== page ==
A customer’s decision-making is a quick process that often lacks much consideration. A study revealed that customers make a decision on business in one-third of a second of their encounter. If you want the users to use your product or service, you need to focus on the entities that attract users’ attention, and a good design is one of them. Users may initially be drawn in and held by the functions of the app, but to close the deal, they often prefer a UI that they can’t imagine to swap out for a new app.

Since the nuance of design is still very much alive, you need innovative design and graphics to top the charts. A professional logo can help draw new customers and make them take interest in your app.

Design & functionality – apps where they converge:

It should be clear that functionality goes hand in hand with design and knowing your target audience.

For instance, if your app provides information and services to the older generation, it needs clear navigation, high clarity coupled with a logical layout and design that compliments the functionality of the app.

For such apps, you can’t treat design separately from the functionality. Both aesthetics and functionality should be treated as equals.

Here are a few tips you need to look into in order to convert first-time users into loyal consumers.

  • Faster loading time that doesn’t frustrate users
  • Highly quality and highly visible images related to your app’s core offerings
  • Clear and appropriate text with the right font and color
  • A well-organized and intuitive layout that makes the app navigation easy and smooth
  • A clear call to action buttons displayed in visible places in the app
  • Each element, button, and link on the app is responsive and serves its purpose

Design & functionality – apps where one takes precedence over the other:

While it is evident that the two goes hand in hand, there are cases where one may take precedence over the other.

News and publications apps like the CNN and New York Times can afford to prioritize functionality over design. While apps in the photography, fashion, film and other creative industries may focus more on the app design and may not treat functionality at par with design. For such apps, the developers will presume the audience capable of exploring an app with a keen eye and familiarizing themselves with the app style.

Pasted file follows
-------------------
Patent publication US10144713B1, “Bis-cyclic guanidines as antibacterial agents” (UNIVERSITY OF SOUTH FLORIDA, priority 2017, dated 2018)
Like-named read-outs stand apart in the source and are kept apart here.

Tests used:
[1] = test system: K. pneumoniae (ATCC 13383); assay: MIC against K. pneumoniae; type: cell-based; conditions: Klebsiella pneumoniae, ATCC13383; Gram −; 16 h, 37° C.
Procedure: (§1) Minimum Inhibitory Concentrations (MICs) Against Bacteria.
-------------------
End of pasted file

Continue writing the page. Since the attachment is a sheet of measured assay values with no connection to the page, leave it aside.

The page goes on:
The ‘Design vs. Functionality’ verdict:

High functional capabilities, intuitive design and graphics parameters are the key to an ideal app.

Design is pivotal to attract customers and create a positive and lasting first impression. But functionality is not a place to cut corners if you want to convert a first-time user into a loyal customer.

When talking about the design and functionality debate, Ferdinand Porsche aptly says,

“Design must be functional, and functionality must be translated into visual aesthetics.”

 

While this is a topic with variable opinions, understanding your target audience seems the only constant here.

 

1 Comment

  1. Daniel Gilbert

    Well written, very informative article that makes you think and really find the solutions. I think that person grows only when fails and find an advice. It doesn’t matter this advice came from, the point is that the problem solved. I have my paper writer since I had the problems with writings and those problems could crash all my career.